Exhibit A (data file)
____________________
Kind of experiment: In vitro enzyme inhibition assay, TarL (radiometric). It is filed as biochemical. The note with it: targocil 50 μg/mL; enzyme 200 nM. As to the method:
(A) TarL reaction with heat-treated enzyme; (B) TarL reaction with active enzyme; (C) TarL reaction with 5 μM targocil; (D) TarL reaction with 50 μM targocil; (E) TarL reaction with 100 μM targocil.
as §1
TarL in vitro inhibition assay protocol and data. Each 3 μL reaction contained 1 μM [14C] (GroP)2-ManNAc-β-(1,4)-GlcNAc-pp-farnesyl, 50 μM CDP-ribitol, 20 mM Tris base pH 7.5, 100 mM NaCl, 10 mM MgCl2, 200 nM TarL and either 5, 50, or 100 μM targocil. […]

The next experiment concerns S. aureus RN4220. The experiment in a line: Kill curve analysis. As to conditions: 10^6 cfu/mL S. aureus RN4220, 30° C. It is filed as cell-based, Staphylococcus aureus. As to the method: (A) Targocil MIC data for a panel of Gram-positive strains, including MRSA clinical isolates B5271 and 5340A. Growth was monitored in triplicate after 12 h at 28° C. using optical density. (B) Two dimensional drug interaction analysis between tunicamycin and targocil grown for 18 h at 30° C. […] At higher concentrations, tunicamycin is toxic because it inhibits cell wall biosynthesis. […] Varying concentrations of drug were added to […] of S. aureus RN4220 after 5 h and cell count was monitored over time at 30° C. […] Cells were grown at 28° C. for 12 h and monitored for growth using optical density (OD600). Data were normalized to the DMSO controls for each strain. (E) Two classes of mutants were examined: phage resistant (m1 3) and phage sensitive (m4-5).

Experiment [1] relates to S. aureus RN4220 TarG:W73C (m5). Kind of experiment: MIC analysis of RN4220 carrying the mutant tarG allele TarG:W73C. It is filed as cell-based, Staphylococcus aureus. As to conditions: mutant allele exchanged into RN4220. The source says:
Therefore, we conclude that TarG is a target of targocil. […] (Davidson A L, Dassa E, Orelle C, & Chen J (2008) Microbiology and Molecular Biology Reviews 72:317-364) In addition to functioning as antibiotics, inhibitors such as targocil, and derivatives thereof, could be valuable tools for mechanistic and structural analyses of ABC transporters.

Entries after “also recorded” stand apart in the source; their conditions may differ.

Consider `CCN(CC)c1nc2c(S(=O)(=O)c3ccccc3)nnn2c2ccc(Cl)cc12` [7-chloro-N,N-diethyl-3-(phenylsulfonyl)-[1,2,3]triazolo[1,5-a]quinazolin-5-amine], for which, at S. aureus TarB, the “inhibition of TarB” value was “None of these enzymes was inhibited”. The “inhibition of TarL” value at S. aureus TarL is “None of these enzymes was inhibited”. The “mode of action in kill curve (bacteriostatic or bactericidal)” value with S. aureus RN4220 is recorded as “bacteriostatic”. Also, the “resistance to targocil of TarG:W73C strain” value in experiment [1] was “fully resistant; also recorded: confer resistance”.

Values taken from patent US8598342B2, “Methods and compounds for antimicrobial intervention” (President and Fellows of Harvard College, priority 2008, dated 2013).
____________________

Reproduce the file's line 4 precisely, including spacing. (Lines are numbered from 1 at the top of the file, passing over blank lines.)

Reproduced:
TarL in vitro inhibition assay protocol and data. Each 3 μL reaction contained 1 μM [14C] (GroP)2-ManNAc-β-(1,4)-GlcNAc-pp-farnesyl, 50 μM CDP-ribitol, 20 mM Tris base pH 7.5, 100 mM NaCl, 10 mM MgCl2, 200 nM TarL and either 5, 50, or 100 μM targocil. […]